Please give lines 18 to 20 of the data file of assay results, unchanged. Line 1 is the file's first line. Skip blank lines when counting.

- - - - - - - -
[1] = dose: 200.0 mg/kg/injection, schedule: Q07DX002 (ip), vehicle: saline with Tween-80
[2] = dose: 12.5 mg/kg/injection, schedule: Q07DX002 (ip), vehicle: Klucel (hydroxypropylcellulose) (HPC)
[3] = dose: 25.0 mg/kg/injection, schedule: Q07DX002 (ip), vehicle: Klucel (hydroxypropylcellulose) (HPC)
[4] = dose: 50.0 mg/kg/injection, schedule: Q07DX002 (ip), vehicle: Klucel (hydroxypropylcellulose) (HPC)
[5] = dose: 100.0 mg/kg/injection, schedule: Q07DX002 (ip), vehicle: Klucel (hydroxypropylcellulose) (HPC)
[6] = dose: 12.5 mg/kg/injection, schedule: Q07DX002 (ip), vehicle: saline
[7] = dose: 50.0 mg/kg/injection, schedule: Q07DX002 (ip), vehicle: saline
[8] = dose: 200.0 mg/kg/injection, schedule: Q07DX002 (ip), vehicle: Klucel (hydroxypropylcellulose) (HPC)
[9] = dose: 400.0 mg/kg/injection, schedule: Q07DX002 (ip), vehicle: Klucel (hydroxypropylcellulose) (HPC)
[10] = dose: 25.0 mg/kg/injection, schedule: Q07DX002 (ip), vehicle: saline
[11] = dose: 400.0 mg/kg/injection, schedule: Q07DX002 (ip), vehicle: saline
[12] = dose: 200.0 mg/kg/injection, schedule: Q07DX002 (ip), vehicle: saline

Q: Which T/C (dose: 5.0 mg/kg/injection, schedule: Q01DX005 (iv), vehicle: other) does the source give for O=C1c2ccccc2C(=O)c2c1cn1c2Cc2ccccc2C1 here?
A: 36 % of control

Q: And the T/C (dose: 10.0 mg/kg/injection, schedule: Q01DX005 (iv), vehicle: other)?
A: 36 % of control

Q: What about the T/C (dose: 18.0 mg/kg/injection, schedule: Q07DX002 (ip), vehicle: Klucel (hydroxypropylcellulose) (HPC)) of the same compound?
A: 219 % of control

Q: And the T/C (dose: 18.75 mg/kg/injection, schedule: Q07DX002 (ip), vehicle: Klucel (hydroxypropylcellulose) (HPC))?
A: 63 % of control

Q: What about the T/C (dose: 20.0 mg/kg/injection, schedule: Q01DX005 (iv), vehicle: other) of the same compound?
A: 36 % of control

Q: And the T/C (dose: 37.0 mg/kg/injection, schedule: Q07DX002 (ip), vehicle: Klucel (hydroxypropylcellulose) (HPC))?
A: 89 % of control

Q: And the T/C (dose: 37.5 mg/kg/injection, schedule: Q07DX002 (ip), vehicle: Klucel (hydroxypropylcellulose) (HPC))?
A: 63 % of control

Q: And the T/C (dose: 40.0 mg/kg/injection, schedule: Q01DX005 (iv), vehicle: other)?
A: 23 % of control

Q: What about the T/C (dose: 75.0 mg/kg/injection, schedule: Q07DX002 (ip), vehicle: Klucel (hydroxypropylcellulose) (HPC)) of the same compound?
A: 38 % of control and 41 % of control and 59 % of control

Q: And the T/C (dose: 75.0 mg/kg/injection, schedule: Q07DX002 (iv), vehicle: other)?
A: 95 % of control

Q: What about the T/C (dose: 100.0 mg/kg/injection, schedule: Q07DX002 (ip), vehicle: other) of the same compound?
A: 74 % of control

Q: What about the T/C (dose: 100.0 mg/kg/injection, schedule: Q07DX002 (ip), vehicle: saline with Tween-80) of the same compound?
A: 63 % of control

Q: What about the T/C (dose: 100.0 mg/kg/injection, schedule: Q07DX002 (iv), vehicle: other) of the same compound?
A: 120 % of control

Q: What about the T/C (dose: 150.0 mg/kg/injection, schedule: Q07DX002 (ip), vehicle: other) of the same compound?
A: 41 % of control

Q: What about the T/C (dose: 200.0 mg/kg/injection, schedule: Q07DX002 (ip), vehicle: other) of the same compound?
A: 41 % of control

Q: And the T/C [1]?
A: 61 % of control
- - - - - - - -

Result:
A: 219 % of control

Q: And the T/C (dose: 18.75 mg/kg/injection, schedule: Q07DX002 (ip), vehicle: Klucel (hydroxypropylcellulose) (HPC))?
A: 63 % of control